• Medical conditions affecting the pancreas or endocrine system (like pancreatitis or Cushing syndrome)
  • Steroids or other medications 
  • Surgery or trauma


Hypoglycemia may be caused by overdosing on insulin or diabetes medications, or if you eat less than usual after taking diabetes medications.

Just as eating too many carbohydrates can cause blood sugars to rise, eating too few carbohydrates or skipping and delaying meals (especially after taking insulin or medications) can cause low blood sugars.

Intense physical activity can also cause hypoglycemia as your muscles use sugar from the blood to fuel exercise. Further, alcohol disrupts the balance of blood sugar and may mask the early symptoms leading to hypoglycemia.


Hyperglycemia can be detected in a fasting state or after a meal.

Fasting blood sugar levels above 125 mg/dL indicate diabetes. Usually, fasting blood tests are performed first thing in the morning following an overnight fast (meaning eight hours without food). Fasting levels between 100 mg/dL to 125 mg/dL are borderline high and may suggest prediabetes.

Blood sugars rise after a meal. One to two hours after eating, blood sugars should be back down to 180 mg/dL or less. Higher than 180 mg/dL is hyperglycemia.

Another method for tracking high blood sugar is the hemoglobin A1C test. Hemoglobin A1C reflects average blood sugar control over the past three months. Measured in a percentage, an A1C level between 5.7% and 6.4% is a sign of chronic hyperglycemia and may indicate prediabetes. A reading of 6.5% or higher indicates diabetes.

Hypoglycemia is usually diagnosed when blood sugar drops below 70 mg/dL. Not everyone shows symptoms at this level, and some people exhibit symptoms before blood sugars get this low. Serious hypoglycemia causes neurological symptoms, like confusion and lethargy.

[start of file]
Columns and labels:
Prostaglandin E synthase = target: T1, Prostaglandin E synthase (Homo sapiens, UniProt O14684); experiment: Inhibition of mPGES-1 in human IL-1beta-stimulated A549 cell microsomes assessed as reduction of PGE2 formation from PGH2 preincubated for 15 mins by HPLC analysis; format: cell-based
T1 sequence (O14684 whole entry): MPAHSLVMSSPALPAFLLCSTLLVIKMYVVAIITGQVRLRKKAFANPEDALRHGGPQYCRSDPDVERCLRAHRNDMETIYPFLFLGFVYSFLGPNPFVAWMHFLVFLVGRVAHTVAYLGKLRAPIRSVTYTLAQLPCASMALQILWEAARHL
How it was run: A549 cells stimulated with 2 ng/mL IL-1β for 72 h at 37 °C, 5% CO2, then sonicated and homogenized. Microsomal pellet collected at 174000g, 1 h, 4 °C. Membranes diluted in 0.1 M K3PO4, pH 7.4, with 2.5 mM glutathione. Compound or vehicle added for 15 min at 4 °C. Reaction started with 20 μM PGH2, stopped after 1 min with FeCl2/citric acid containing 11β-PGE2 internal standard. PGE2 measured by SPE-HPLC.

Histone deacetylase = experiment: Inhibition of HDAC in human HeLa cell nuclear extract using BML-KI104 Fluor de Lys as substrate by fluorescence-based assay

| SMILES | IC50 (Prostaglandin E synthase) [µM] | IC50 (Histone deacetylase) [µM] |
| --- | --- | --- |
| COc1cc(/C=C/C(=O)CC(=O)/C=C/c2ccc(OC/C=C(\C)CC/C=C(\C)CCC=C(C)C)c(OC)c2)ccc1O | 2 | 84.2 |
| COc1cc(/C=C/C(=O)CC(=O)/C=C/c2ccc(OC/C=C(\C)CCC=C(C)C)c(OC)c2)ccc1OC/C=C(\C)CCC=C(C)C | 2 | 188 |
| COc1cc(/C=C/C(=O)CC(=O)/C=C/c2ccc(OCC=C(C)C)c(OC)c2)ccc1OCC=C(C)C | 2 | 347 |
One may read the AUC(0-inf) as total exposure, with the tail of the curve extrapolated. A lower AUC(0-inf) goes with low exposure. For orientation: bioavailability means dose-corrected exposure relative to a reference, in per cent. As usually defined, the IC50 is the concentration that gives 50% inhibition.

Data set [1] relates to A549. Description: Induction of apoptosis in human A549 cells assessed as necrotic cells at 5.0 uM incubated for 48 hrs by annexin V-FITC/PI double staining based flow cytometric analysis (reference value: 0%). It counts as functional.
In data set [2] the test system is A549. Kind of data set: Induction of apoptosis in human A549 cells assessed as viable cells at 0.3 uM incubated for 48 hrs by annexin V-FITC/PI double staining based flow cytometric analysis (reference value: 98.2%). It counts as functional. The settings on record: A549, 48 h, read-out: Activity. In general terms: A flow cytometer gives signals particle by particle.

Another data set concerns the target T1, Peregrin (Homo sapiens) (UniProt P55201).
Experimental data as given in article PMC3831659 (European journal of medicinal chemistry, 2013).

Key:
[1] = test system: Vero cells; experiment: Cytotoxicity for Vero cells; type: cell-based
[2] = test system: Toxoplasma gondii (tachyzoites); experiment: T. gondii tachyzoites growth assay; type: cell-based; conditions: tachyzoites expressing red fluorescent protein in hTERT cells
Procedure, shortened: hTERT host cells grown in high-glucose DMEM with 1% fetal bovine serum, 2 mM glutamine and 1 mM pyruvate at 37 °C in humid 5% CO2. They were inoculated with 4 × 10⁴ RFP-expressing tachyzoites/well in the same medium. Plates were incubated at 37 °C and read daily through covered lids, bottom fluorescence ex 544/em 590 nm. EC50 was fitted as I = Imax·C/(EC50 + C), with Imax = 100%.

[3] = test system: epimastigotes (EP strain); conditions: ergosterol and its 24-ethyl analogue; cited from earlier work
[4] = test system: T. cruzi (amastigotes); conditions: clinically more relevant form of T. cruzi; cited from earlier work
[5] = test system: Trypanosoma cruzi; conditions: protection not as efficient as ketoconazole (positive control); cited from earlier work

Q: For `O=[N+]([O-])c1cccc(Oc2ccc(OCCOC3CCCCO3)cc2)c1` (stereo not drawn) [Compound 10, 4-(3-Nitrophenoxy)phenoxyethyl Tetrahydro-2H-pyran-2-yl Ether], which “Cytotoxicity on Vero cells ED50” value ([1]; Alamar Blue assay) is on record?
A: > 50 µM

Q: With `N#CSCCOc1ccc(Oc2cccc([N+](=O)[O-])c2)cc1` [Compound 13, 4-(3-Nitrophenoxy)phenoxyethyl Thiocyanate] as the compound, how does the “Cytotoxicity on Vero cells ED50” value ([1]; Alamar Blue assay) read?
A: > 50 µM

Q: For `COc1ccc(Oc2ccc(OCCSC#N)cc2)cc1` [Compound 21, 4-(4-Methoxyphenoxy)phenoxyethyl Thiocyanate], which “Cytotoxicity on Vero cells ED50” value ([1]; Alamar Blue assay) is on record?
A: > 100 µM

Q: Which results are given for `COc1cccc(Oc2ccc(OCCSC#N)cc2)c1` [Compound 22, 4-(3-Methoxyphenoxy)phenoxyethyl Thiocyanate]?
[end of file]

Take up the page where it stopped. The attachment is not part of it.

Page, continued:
Treatment varies for hyperglycemia and hypoglycemia.


Hyperglycemia can be treated immediately with exercise or medication or treated longer-term through dietary changes and losing excess body weight. If lifestyle changes are unsuccessful, your healthcare provider may suggest starting or adjusting your treatment plan.

If blood sugars are above 240 mg/dL, you may be advised to check for ketones and hold off on working out.


Fast-acting carbohydrates reverse hypoglycemia in a matter of minutes. Sugary foods without fat or protein are quickly converted into sugar, boosting low blood levels. Glucose tablets or gel, fruit juice, regular soft drinks, honey, and sugary candy are a few examples.

Once consumed, blood sugars should be rechecked in 15 minutes and retreated if they have not risen above 70 mg/dL. If blood sugars are moving in the right direction, a more balanced snack or meal can help maintain stable blood sugars.

In the case of very low blood sugar, most people are not capable of treating themselves. A medication called glucagon can be administered by injection. Glucagon forces blood sugar to be released by the liver, quickly restoring the blood to safe levels.

Working with your healthcare provider will help you avoid sudden spikes and dips in blood sugar that require emergency treatment.


Untreated hyperglycemia can damage the nerves, blood vessels, tissues, and organs. High blood sugars raise heart attack and stroke risk and lead to blindness and kidney disease.

Luckily, regular monitoring with blood sugar and A1C tests makes it possible to adjust your treatment plan and ward off the negative long-term effects of high blood sugar (while also preventing dangerous lows).


Blood sugar fluctuations can be scary and frustrating. Finding others with similar struggles can make it easier to cope with a diabetes diagnosis. Ask your provider about group education for type 1, type 2, or gestational diabetes to learn more about your condition and get tips from those who get it.

With a little trial and error and your healthcare team’s support, managing blood sugar doesn’t have to feel overwhelming.

11 Sources
Verywell Health uses only high-quality sources, including peer-reviewed studies, to support the facts within our articles. Read our editorial process to learn more about how we fact-check and keep our content accurate, reliable, and trustworthy.
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By Anastasia Climan, RDN, CD-N
Anastasia, RDN, CD-N, is a writer and award-winning healthy lifestyle coach who specializes in transforming complex medical concepts into accessible health content.